The future of storytelling: Collaboration, quality, engagement

The barriers to entry are much lower… anyone, if they want to, can really be creative and say what they want to say.

A compelling snippet here (at least for me) from the Future of Storytelling’s (FoST) channel.  Some of the points here that resonated with me related to interviewee’s perspective on the importance of collaboration in content creation, quality, intimacy (in public forums), technology’s role in democratization of video content, and engagement.

The interviewee is Lisa Donovan, one of the cofounders of Maker Studios, a collaborative “talent-first media company founded by YouTube artists.”  The network was founded in 2009 to provide the best environment for artists to create, distribute, and monetize their original content on YouTube; the content produced at Maker Studios gets about four billion views each month.

image-reinventing storytellingMy takeaways / Highlights

Collaboration.  Working on one channel… we didn’t know how sustainable that would be and we thought that there’s a bigger opportunity here. If we came together with other like-minded people who were making their living on YouTube and we shared resources and we shared audiences, we could all benefit from that…

Immediacy and Quality.  We can now respond so quickly to something happening in current events…. You have people now getting more viewership and spending less money on the product that they’re making; it’s bringing up the question: What is quality? Just because it costs $100M to make a movie… does that mean it’s quality if I don’t enjoy it? (Nor with) I think is interesting or as engaging as something that’s 15 minutes that costs almost nothing…?

Intimacy.  What we’re seeing a lot more now is people being a lot more open with their life and sharing their life… there is sort of an intimacy that is created between the audience and the person creating the content.  I think structure and format and experience are all incredibly important when it comes to quality…

New Technology.  Technology has changed the landscape drastically. This is a huge moment in entertainment because you can’t have one studio or one person define what quality is. Now you have audiences defining, for themselves, what quality is…

Engagement and democratization of content.  Anybody who is successful in creating quality online content is a master at engaging with their audience…. The barriers to entry are much lower… anyone if they want to can really be creative and say what they want to say.  And that’s exciting…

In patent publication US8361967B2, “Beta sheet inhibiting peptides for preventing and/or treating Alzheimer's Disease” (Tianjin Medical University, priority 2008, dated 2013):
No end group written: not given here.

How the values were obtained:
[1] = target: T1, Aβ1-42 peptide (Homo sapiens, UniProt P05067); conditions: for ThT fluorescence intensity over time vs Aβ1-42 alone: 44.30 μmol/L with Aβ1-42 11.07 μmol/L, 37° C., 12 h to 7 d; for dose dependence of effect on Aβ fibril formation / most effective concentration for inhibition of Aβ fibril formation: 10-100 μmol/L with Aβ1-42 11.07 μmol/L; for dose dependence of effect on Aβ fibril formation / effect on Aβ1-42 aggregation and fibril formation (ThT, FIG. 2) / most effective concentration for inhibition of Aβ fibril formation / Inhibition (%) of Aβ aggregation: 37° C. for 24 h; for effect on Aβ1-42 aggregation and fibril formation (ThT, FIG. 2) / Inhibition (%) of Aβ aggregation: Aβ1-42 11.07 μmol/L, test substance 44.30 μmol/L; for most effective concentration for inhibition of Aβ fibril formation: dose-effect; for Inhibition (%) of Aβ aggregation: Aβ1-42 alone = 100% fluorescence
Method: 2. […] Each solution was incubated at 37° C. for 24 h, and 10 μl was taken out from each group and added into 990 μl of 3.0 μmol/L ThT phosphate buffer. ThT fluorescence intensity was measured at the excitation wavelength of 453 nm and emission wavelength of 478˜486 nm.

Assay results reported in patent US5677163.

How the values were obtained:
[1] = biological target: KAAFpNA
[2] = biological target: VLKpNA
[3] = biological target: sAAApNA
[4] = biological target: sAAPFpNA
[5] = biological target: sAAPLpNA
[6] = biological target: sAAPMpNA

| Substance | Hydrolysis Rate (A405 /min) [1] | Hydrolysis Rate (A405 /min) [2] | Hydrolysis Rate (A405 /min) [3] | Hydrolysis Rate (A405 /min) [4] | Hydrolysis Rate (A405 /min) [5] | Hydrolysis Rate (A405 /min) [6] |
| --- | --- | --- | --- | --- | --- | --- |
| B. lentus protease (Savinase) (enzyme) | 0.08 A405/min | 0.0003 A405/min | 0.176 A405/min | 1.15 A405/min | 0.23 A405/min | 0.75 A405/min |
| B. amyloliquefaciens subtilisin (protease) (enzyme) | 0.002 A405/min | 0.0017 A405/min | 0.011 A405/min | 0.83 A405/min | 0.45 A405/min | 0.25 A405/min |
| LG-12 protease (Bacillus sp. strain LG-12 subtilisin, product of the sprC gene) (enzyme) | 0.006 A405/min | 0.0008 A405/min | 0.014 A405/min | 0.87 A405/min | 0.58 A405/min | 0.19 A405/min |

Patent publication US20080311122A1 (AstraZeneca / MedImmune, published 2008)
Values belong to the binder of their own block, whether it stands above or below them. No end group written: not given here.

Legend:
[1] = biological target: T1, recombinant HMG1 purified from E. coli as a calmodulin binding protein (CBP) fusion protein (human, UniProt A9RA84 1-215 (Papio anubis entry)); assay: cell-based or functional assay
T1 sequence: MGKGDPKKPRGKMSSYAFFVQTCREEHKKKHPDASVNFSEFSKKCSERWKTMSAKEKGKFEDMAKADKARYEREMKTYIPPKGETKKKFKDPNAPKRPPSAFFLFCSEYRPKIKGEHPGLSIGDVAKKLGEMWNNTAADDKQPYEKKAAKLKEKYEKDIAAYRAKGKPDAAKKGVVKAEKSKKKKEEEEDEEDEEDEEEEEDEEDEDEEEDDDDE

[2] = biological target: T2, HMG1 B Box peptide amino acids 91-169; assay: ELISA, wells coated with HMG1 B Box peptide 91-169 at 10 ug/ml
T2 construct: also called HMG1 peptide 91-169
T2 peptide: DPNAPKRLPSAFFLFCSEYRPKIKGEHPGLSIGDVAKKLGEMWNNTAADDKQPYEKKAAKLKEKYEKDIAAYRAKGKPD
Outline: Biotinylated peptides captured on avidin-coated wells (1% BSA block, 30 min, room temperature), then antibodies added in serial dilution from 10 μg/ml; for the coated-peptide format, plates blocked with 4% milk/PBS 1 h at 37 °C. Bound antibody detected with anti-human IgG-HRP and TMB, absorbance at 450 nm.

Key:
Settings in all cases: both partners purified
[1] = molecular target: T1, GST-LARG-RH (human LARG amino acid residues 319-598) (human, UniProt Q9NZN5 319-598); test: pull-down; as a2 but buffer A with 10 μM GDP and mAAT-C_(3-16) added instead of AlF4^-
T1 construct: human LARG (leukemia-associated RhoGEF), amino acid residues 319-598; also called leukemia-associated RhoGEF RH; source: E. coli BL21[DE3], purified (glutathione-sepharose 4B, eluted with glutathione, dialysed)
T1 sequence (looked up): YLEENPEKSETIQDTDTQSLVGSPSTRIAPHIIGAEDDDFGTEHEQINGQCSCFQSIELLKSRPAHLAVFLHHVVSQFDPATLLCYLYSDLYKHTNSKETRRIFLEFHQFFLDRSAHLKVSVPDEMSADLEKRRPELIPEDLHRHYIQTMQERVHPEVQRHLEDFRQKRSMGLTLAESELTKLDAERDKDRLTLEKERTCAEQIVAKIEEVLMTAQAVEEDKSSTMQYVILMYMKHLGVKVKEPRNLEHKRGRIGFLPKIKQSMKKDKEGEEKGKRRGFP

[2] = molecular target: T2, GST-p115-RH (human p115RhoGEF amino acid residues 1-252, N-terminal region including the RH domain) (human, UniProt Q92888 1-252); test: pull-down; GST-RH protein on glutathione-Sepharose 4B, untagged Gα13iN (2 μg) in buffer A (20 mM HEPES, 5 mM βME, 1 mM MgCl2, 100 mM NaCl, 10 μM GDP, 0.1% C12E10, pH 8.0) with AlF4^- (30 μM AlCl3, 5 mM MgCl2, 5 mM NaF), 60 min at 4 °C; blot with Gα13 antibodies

Your turn: Maybe it’s time to give collaboration a second look?

The points around collaboration really resonated with me here.  In the dialog I have with others in my courses and professional networks, it’s not uncommon for me to find folks with truly great ideas for courses or other content that shouldneed–to get online, but that, all too often, never see the light of day because of perceived barriers to content creation and work effort.   Are there ideas you have that could benefit from collaboration with a like-minded content creator?

Dummies Guide to Drawing Custom Sketch Graphics On the iPad – No Graphic Artistry Required!

No copyright worries…And, you don’t have to be an artist


Drawn using the iPad 2, Bamboo Stylus, SketchBook Pro. Creative commons: share | attribution | non-commercial

Have you ever worried about possibly violating someone’s copyright when you grab an image from “the wild” to place on your blog? Well, you’re correct to think about it. But, with your iPad, a stylus and the right app, you can get around all that by creating your own custom sketch graphics library from pictures you take yourself.

The best thing about it? You don’t even have to be an artist!

Do you remember back in grade school when we got a kick out of tracing pictures?


Creative commons | share | attribution | non commercial

I remember my third grade teacher, Mrs. Telgenhoff I think her name was (?), handing out tracing paper, a #2 pencil and some random old magazine to me and my classmates.  Then, for the next half-hour, or so, the whole class would just go to town tracing “grown up” pictures (not to be confused with “adult pictures”) from pages of an old Life or Time magazine.

Then, after tracing them out in pencil on white paper, the real fun would start.  That’s when we brought out the crayons and started filling in the white space in our custom made coloring book.

Now, a couple of decades later — okay, a few decades later — it turns out, we can recoup a lot of that old childhood picture-tracing fun.

The video above shows how you can go to town with images you capture yourself and then trace them out on your iPad using a nifty little app that retails for about $3.  Hey, you can even color it if you want.